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Temple Architecture: The Architect

Looking at it today it might be hard to believe that the temple’s design was influenced by the work of famous architect, Frank Lloyd Wright. In fact, the architect of the temple’s original mid-1950’s form was one of Wright’s earliest and most accomplished apprentices, Edgar Tafel, seen below speaking at the lectern on October 8th, 1956 - the second day of the temple's two day dedication.

Edgar Tafel, the son of Russian Jewish immigrants, was born in New York City in 1912. After leaving New York as a young man he moved to  Wisconsin and became one of the original members of Wright’s “Taliesin Fellowship”. Tafel worked closely with Wright on many of his most famous works, including the iconic “Fallingwater” in Bear Run Pennsylvania. In an article on Fallingwater from 2002 Tafel was quoted as saying “He was a great architect... but he needed people like myself to make his designs work—although you couldn’t tell him that.”

In 1941, Tafel left Wright’s practice to open his own office and raise a family. Wright did not take the news well and a rift developed between the two. Apparently still feeling the sting of the loss of Tafel’s talents Wright, a year later in 1942 wrote "Somehow I regard the advent of another Tafel in the world as of inferior consequence compared to a Tafel able to carry on a work in the world of loyalty based upon right-minded ideas instead of selfishness."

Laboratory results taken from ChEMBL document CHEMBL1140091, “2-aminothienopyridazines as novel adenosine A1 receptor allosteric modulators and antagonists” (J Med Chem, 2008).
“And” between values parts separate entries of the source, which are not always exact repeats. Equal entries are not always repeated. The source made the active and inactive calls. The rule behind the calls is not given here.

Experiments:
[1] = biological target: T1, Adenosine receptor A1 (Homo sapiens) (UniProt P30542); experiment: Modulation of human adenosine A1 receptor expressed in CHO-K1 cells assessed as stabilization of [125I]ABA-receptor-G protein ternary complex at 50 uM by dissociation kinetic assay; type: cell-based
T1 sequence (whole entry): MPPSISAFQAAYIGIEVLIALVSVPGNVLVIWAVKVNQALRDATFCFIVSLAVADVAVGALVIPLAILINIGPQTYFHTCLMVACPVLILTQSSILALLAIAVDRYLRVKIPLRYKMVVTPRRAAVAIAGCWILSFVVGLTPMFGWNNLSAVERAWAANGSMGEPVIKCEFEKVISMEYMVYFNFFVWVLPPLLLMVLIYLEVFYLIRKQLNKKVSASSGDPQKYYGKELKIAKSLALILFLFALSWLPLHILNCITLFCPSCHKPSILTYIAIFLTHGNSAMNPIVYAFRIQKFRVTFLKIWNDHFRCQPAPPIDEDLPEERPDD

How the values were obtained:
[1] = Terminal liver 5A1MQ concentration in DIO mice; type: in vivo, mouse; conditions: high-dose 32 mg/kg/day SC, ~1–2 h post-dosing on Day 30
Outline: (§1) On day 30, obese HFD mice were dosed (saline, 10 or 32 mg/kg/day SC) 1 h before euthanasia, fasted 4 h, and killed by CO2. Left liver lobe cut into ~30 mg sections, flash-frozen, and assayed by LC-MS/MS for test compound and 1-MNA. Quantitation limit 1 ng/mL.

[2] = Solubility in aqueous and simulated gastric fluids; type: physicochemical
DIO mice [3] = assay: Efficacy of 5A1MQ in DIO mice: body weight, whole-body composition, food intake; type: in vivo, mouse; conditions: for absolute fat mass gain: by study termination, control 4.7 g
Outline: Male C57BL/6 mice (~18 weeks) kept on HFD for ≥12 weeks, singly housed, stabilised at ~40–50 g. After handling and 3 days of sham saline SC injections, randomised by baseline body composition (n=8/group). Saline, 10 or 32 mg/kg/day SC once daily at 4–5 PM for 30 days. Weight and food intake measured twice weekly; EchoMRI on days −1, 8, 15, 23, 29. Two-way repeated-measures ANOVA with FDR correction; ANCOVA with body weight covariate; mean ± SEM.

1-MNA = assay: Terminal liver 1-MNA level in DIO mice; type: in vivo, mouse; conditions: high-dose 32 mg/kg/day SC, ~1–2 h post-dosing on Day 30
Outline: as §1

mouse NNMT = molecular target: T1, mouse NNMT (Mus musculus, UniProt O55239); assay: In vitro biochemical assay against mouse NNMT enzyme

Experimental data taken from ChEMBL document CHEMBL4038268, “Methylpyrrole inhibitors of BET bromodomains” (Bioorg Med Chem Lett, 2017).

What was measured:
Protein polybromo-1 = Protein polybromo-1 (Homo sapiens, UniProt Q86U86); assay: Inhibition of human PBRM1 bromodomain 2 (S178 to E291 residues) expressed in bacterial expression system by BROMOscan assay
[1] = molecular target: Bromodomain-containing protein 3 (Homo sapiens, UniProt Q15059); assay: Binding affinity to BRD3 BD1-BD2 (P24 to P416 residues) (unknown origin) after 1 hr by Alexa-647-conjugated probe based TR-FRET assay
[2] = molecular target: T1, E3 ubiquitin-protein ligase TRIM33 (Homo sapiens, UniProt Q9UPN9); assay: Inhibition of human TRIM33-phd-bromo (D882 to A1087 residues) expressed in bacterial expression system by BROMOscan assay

Despite this, Tafel and Wright continued to maintain a sometimes contentious friendship that lasted until Wright’s death in 1959. Tafel also kept in touch with Wright’s infamous widow Oligvanna; visiting her at Taliesin West and attending her funeral a few years later. Never forgetting the influence the Taliesin Fellowship had on his life Tafel would write multiple books about his time working with Wright and in 1995 produced a documentary that featured the recollections of four of Wright’s apprentices..

Tafel went on to have a successful career designing homes, college campuses (SUNY Geneseo, Fulton-Montgomery Community College in Johnstown, N.Y, and Columbia-Greene Community College in Hudson, N.Y. among them), and religious buildings. His design philosophy rebelled against the predominant “glass box” style of post WWII architecture through the use of brick facades that incorporated design aspects of his “Prairie School” education under Wright with ornamental motifs of the past (such as Gothic quatrefoils). This can be seen in the design for a church house completed in 1960 for the First Presbyterian Church at Fifth Avenue and 12th Street in Greenwich Village. Tafel designed the building to compliment and blend in with the adjacent c.1846 Gothic Revival church. 

Tafel lived to be 98 and in 2011 was the last member of the original Taliesin Fellows to die. Tafel was married twice, ending in divorce and the death of his second wife in 1951. Despite his leaving Taliesin to start a family in 1941 he had no children.

Though now unrecognizable following decades of additions and alterations to the temple there were what seemed to be homages to Wright’s work, Fallingwater in particular, in the original design for the entrances to the office, lobby, and kitchen areas - as seen in the images below of Fallingwater and a c.1954 concept rendering of the west elevation of the temple. We will explore the design of the temple and how it has changed over time in upcoming posts. 


Sun, May 22 2022 21 Iyyar 5782